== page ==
Mark was a confirmed bachelor in every sense of the word. A visit to Mark's house in a town even smaller than the one where we live was always an adventure of sorts. Being as much, if not more so, an outdoorsman as my husband, one never quite knew what to expect, especially in his garage. At one point, Mark and my husband, both historical re-enactors, got the idea in their heads to try brain-tanning a deer hide. Mark had a hide and the brains, literally, to get them started: or so he'd thought. Heading into that garage, he reached into his fishing boat, extracting a curled up deer hide with the hair still attached. He threw it onto the garage floor, flipping it hide side out, revealing, to my horror, hordes of squirming maggots! I have a pretty strong stomach for such things, but it was a struggle. Not for Mark. He simply grabbed a carton of salt--why would that be so handy in his garage?--sprinkled it liberally onto the hide, picked up a wriggler and commented philosophically, "You know, some people would be grossed out by this, but in the end, we're all going to be eaten by these guys--plus, they make great bait!"

As if that weren't enough, Mark reached into a small refrigerator, where he claimed to have the deer brains set aside for this project. As the door opened, I had a lolling deer head peering out at me, tongue frozen in time!

Yes, Mark provided us with many an entertaining, if gross, story. One May morning at work, he was talking over coffee about this "disgusting mushroom" he'd pulled out of his compost pile. He said, "It looked like brains, I didn't dare touch it, I was afraid it would drip toxins all over me!"

"Brains?" I asked hopefully. Others sitting with us showed equal interest in his find. A coworker said, "Mark, those are really good!"

He didn't believe me, and the next day appeared at work with an empty coffee can, no doubt pulled from his endless supply in that incredible garage, containing a clump of soil and a perfect specimen of morel mushroom. He still refused to take a chance on eating one, so we invited him for dinner, provided he bring a few more of them along.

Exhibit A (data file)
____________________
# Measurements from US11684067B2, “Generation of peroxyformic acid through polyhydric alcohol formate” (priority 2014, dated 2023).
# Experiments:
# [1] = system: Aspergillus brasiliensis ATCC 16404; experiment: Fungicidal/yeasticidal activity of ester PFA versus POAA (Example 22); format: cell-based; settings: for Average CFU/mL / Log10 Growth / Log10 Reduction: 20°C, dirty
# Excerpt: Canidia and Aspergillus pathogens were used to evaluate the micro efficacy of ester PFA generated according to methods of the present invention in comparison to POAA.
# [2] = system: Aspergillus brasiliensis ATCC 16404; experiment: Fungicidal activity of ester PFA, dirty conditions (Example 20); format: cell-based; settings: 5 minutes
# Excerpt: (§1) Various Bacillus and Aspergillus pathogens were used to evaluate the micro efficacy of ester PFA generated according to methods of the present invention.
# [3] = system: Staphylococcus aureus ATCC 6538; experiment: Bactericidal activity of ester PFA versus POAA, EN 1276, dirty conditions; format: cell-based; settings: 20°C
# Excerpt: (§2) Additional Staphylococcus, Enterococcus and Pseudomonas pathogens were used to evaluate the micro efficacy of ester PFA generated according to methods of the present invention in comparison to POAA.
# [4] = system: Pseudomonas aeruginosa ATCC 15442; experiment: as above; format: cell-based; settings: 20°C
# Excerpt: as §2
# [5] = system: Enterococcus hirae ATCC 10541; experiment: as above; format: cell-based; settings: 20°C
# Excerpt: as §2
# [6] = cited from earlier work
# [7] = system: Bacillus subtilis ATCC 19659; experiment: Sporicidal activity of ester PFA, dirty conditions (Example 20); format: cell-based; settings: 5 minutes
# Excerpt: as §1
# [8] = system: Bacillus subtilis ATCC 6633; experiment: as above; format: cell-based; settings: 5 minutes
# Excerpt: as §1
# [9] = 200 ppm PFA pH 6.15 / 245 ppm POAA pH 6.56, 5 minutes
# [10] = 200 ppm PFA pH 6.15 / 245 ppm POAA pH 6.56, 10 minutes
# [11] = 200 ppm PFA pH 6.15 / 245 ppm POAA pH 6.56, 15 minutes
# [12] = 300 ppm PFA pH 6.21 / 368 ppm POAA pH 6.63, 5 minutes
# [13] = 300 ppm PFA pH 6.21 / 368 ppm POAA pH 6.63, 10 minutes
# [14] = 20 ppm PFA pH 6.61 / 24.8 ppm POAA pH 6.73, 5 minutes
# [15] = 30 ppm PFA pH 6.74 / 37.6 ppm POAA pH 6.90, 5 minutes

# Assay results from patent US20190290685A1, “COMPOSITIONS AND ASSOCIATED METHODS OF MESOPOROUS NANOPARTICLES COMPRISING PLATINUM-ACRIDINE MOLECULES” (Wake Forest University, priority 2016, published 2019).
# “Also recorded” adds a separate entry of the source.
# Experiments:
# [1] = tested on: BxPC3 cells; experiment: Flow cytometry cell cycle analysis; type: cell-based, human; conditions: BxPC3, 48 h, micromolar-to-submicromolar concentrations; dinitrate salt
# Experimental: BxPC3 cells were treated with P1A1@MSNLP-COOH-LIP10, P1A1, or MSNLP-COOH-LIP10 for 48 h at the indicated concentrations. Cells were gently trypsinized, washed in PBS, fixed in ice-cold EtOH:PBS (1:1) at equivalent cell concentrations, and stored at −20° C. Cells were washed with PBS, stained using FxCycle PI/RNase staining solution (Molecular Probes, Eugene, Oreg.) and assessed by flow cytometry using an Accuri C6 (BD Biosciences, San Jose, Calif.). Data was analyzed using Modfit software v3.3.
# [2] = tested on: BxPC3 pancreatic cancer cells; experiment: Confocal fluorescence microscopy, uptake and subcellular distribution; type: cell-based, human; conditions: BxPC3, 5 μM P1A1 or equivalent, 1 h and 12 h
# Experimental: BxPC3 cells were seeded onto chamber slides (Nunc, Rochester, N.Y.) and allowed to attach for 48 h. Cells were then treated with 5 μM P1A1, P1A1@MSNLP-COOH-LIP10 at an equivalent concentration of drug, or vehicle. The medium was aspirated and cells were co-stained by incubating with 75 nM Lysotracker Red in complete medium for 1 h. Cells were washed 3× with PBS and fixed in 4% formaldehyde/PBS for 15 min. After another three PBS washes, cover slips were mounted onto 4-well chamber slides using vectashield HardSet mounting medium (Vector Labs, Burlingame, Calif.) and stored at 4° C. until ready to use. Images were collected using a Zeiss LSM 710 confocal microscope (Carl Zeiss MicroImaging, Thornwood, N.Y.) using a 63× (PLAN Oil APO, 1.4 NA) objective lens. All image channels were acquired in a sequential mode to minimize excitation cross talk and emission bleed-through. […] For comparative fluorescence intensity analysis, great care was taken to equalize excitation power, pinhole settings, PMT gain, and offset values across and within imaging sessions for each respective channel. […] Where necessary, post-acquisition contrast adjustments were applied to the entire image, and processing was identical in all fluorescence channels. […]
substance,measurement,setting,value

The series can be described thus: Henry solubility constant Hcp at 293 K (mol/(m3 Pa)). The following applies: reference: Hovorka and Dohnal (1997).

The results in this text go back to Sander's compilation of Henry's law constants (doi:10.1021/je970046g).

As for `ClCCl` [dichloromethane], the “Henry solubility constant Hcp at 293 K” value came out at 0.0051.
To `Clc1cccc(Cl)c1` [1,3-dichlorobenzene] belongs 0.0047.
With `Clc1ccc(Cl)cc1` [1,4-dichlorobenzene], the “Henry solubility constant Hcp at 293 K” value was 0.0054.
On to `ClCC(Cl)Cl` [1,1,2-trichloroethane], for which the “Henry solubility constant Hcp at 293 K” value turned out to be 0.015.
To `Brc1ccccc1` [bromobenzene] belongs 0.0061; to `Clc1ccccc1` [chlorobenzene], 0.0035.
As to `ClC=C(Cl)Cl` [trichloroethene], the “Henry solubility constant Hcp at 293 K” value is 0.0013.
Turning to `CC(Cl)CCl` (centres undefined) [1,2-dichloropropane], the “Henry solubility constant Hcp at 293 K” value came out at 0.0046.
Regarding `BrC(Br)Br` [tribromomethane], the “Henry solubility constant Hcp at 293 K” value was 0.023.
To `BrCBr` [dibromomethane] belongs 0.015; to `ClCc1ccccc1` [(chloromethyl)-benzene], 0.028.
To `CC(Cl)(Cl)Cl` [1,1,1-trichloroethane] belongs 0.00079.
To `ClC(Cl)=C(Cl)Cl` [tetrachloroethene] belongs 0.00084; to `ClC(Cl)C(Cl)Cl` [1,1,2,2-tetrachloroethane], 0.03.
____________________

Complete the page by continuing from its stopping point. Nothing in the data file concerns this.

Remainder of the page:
That evening, a gracious bachelor used to Dinty Moore straight from the can, enjoyed a home-cooked meal, watching with some trepidation as I consumed a healthy serving of sauteed morel.

It was all I remembered; rich, earthy, the flavor of the woods itself.

I didn't die. I didn't even get ill. Instead I was transported straight to a cool woodland glen, hearing the birds. He had to give it a try.

From that point forward, Mark became THE expert on morel mushrooms. Didn't matter. I knew who his teacher had been.

A couple years later, graduate school took Mark to Tennessee, but not before leaving us with several more stories, as well as a few new ones when he stopped for a visit one year after moving away. It's morel season here in Wisconsin, and hopefully we'll be enjoying our private stock once again very soon. I won't tell you where our reserve is located. No one tells. I will tell you, that every year when we enjoy their heady flavor, we always take a moment to think of our friend Mark, mushroom expert and provider of great stories to tell. If by chance you find this post and read it Mark, email us, okay? We need a few new stories! Stop by!